My first thought when it appeared was chagrin that all of my skepticism and devotion to scientific realism had proven to be wrong after all.
My first thought when it appeared was chagrin
I was driving alone on NJ Rt. 206, somewhere in the hilly northwestern part of the Garden State, some time in the early ’80s. It was hot. Very hot. The sun turned the inside of my little Omni 024 into an EZ-Bake oven with wheels, and glared annoyingly off the windshields of oncoming vehicles. The car had no A/C, so all of the windows were fully down and the ventilation was on high. The interior was a noisy, swirling maelstrom of baking, moist, comfortless wind. The radio, blaring loudly to compete, made it worse.
I had a headache.
I saw it first in my peripheral vision. It was distracting, making small bobbing and twisting movements. It was bright green in the sunlight. I wanted to stare, to figure out what it really was, but I was going fast on a crowded, twisty four-lane highway, so all I could do was sneak small glances at it. I decided to pull over.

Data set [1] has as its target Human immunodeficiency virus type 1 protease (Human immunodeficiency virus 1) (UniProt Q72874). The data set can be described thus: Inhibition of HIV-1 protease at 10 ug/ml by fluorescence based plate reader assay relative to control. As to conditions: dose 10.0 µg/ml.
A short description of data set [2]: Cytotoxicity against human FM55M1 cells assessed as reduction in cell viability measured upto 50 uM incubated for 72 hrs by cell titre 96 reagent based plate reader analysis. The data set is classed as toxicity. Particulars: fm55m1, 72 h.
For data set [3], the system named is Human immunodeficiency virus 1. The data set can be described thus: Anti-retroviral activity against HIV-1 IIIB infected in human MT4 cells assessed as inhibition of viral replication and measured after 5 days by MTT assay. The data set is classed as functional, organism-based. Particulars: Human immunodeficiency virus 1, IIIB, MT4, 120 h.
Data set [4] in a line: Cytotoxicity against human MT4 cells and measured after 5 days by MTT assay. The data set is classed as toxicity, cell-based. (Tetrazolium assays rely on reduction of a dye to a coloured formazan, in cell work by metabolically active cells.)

I slowed the car somewhat and moved over to the right side of the road, scanning ahead for a section with a breakdown lane. At this moment I realized that the small emerald tentacle that had tentatively emerged from one of the dashboard air vents and was slowly, carefully (hungrily?) extending itself toward me, was in fact just a thin, vine-like bit of plant material that had been sucked into the air intake of the car and was now stuck in the louvers, waving about in the slipstream from the overworked ventilation fan.
It seemed that the aliens had not decided to abduct me after all.
I plucked the tendril from the vent, laughing as I tossed it out the window and accelerated my way south on 206. Once again, I was safe from the uncanny and would have to settle for dull old reality.
I was more than a little disappointed.
A lot of things have happened in my life, but now I am mainly in it for Gina and the mountain biking.